It's easy to read this story as "Poor Job. Passive God. Aggressive Devil." But there is no where throughout the entire story that GOD is not seen as the one in charge of all that's allowed into Job's life. Satan said, "YOU protect him.  YOU should stretch out your hand and touch him." The wife says, "Curse GOD!" Job says, "Though YOU slay me, I will praise you still." 

You may be saying, "I don't want a God like that!" Yes. Yes, we do. Would we rather that God is just a passive God who allows outside, purposeless forces or a powerful Devil to rule our lives? That we sit at the mercy of some cosmic chaos with no direction?  He is a holy God with the power to do exactly what's needed in our lives to refine us. How different would I endure hardship if I saw that it all comes through my loving Heavenly Father's hands?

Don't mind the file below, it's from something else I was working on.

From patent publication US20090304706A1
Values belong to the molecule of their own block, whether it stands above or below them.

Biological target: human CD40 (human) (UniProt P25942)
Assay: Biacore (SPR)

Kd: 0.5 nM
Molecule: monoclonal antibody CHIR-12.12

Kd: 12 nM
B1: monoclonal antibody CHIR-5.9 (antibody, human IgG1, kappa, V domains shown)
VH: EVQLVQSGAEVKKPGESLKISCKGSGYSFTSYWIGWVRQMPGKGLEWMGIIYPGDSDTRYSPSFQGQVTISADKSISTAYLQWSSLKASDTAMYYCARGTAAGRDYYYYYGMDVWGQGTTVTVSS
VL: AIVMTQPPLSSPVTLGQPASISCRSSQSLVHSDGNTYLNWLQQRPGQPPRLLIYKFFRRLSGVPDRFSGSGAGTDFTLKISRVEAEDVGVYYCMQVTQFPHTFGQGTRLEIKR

Though God is able to rescue from the fire, he often doesn't. But he ALWAYS goes through it with us. Oh! There is so much I wish I could type to convey what is tugging at my heart about this but I'm going to leave this blog with a few scripture references to complete this thought. I hope you'll take the time to read them.

Before moving on in my blog about freedom and peace, trust and rest, I HAD to lay this foundational stone to stack my other thoughts on. I'm compelled to believe that He is the "author and perfecter of my faith." And I've heard it said that we are either coming out of a crisis, in the middle of a crisis, or headed into a crisis. I don't want to be caught off guard. I hope to be firmly planted on the Rock, like so many of my heroes who have gone before and shown me what it looks like to trust in Him.

Incredible verses and stories about faith in adversity:
     Daniel 3
     Hebrews 12
     1 Peter 4:12-13
     James 1:1-16